Elvis Presley’s drummer Ronnie Tutt was obviously a huge influence on me because most of the records we had in England at the time were American records and Elvis was the biggest star during that period. Buddy Rich was of course another one and I would’ve really loved to play in a real big band like he had. Today’s guys would have to be drummers like Gavin Harrison, Elliot Henshaw and Steve Gadd. Oh, Ralph Simmons is another great player. Thomas Lang, Steve Smith and Dave Weckl,. There’s so many great drummers out there and you could learn something from all of them. Steve Smith recently did a book all about British Rock Drummers and I’m really honoured to be featured in there. I really appreciate how good some drummers are and it’s amazing how great their technique is but I think that a lot of young drummers need to spend some time focusing on feel again as you need to be able to play with songs and make it feel good too, not just play chops all over the place. We’re drummers and grooving is our job.
Do you still spend a lot of time playing, and if so what do you like to play?
No, not really. I have a few problems physically now days. I have arthritis in my hands and arms, and recently had a hip replacement so it’s a little tricky trying to work the hi hat pedal. I’m also at an age where I can’t really carry a lot of my gear around anymore. So I think it’s time to say goodbye really. Again, there are so many good drummers out now that there’s no real need for me. I’ve always been very grateful to have done the things that I did and make some of the contributions people tell me I made. It was a complete honour being able to play with some of the amazing musicians that I got to play with. I feel really lucky.
What advice would you give to somebody who wants to start drumming and doesn’t know where or how to start?
You should get yourself a good teacher. I taught myself because when I started playing there were really no teachers about, so I got myself a practice pad and a Buddy Rich tuition book and just tried my best, but now there are some really great teachers in this country so there’s really no reason not to get together with one for a bit of guidance and help. Away from that there are no quick fixes, you simply have to practice ! When I started really getting into it, I was practicing around five to six hours a day because I had made the decision to try and get better. The best practice of course is when you’re actually doing it too, so get out there, play and do whatever you can to spend time with your instrument.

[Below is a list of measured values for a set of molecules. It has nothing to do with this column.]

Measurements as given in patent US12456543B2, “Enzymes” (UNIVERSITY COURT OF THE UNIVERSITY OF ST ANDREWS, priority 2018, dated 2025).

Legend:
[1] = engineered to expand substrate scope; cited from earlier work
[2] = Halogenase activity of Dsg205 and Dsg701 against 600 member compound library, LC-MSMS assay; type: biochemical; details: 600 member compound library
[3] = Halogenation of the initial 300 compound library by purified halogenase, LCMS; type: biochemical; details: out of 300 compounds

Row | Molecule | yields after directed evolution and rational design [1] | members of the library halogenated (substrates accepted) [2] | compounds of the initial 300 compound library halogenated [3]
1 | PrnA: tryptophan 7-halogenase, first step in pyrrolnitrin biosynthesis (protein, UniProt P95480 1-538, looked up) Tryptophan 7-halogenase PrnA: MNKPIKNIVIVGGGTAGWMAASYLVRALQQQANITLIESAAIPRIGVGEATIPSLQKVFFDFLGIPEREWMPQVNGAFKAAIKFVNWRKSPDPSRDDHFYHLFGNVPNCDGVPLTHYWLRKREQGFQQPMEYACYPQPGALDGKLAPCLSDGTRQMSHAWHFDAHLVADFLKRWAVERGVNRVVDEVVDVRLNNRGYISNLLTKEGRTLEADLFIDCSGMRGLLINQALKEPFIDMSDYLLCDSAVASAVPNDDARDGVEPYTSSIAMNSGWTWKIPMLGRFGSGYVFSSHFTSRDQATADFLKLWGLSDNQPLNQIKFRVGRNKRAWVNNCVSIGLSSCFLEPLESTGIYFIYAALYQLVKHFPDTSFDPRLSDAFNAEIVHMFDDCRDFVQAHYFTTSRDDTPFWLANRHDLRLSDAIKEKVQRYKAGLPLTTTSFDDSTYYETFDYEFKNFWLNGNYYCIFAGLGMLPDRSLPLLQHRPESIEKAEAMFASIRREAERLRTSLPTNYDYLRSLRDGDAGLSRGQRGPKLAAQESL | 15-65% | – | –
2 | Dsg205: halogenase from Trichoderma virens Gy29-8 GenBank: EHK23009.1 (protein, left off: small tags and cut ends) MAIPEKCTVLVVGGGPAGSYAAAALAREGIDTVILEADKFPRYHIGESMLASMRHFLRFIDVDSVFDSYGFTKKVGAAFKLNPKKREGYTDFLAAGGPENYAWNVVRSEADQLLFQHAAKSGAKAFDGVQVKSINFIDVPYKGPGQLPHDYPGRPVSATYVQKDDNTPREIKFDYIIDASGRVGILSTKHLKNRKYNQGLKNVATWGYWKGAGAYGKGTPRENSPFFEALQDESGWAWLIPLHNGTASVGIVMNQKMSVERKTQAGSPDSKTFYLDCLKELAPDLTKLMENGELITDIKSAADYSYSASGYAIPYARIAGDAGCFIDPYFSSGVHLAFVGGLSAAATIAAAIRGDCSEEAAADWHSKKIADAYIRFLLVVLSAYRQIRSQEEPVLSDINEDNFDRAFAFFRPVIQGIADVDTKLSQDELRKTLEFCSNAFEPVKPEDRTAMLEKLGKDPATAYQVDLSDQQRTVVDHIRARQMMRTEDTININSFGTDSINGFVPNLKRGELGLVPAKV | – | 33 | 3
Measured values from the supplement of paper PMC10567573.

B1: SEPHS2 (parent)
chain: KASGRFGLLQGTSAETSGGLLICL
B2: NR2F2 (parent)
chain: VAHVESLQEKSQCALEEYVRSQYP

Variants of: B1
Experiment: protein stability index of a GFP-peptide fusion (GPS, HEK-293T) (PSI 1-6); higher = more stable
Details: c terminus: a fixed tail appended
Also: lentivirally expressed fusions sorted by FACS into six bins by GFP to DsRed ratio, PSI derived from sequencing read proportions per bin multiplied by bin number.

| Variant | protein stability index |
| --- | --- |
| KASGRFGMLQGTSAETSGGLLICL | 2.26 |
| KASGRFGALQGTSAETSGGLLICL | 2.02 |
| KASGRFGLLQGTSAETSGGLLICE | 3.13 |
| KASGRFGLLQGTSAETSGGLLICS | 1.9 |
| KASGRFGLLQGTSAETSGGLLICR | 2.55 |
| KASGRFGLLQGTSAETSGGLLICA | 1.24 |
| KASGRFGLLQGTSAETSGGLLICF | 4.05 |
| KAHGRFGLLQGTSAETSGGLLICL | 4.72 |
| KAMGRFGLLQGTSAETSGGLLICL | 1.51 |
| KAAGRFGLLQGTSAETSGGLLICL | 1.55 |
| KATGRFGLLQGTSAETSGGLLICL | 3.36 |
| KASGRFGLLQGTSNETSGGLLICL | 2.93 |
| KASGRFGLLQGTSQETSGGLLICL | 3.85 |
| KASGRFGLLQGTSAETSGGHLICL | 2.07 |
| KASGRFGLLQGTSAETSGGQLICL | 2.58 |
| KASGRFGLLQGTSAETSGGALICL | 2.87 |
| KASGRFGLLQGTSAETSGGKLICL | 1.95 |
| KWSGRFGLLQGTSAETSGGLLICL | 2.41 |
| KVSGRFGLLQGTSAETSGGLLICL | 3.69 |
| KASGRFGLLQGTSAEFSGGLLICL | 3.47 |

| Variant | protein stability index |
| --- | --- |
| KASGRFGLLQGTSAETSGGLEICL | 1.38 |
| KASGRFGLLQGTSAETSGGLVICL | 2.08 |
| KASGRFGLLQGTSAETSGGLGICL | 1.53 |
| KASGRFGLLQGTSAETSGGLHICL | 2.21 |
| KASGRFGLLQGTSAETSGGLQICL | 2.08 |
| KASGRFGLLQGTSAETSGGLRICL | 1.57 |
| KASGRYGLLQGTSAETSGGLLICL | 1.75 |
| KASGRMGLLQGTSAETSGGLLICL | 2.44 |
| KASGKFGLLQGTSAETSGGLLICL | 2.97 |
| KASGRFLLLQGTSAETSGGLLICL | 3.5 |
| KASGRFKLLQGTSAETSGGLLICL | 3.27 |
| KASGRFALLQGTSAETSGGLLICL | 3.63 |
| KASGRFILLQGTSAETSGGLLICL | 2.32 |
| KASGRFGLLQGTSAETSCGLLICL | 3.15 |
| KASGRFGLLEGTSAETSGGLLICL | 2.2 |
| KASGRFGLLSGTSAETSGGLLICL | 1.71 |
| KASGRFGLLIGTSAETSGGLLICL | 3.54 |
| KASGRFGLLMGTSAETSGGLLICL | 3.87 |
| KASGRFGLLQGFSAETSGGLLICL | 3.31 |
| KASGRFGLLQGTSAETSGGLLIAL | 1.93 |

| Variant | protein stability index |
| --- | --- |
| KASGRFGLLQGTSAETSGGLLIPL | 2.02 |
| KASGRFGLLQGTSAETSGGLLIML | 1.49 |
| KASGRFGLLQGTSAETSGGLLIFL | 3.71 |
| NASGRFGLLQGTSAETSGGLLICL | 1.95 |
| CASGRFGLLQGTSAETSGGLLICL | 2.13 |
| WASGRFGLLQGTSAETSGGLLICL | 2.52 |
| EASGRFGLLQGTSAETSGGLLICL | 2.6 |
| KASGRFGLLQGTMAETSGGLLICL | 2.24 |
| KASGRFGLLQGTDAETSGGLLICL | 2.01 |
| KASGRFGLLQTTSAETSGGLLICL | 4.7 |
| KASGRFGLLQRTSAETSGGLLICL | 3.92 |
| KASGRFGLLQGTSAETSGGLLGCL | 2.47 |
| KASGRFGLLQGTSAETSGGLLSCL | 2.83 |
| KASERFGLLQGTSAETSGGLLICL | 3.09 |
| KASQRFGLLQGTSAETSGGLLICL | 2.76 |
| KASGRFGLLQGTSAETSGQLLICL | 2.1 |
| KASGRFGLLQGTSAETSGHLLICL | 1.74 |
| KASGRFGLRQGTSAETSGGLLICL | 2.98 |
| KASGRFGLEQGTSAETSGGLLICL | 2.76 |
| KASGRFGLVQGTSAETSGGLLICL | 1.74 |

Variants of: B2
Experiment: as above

What would you say has been the best piece of advice you have ever received?
‘Ignore the string players’ ha ha – just kidding. When I first started I met a guy named Nicki Wilson who was a musical director. He was very good to me and actually said to me that no matter what the situation as long as I keep my eyes on the MD and make them feel good that everything else would be fine. It’s all about making people feel comfortable. Another thing I would say would be to get yourself a metronome. It’s so good for you, and helps you relax. Keep your ears on what the bass player is doing and you should be able to lock everything in together. You want it to feel good. Oh, and remember – less is more.
If you could do it all again, would you change anything?
As I’ve already said, I’ve been so honoured to do the things I’ve done. So no, I wouldn’t change a thing. Perhaps I’d think a little more about the money side of things, but apart from that I wouldn’t change a single thing. I’m a strong believer that you should always honour your decisions, it says a lot about you as a person.
(Clem in his HeyDay)
Any last thoughts or advice?
If you’re going to play an instrument you should enjoy it because it’s truly a wonderful gift to be able to do it. Stick with it, practice and forget all the unimportant stuff. Yes, you need technique but you should know when to use it, but more then anything just enjoy yourself. Oh, and remember that when you’re doing interviews that although you can sometimes say something as a joke that there is no tones regarding jokes in print, so just be careful what you might have to say sometimes.
Please note that we do not own any of the images used in this interview and they remain the property of the photographers that actually took them.